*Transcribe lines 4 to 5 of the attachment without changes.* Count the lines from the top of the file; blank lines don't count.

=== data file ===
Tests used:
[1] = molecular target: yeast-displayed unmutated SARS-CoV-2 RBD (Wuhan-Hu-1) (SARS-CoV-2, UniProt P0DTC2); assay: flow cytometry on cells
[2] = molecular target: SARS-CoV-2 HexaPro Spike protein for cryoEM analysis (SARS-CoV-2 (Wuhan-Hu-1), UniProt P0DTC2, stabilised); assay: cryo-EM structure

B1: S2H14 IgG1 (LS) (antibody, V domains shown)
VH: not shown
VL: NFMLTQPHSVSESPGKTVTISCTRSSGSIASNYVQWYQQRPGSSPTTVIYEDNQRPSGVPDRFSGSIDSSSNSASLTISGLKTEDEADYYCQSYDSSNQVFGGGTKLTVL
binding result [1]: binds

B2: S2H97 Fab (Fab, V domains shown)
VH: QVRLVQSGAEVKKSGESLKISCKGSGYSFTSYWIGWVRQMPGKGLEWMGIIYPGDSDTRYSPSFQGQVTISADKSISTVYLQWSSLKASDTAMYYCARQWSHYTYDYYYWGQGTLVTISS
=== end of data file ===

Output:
B1: S2H14 IgG1 (LS) (antibody, V domains shown)
VH: not shown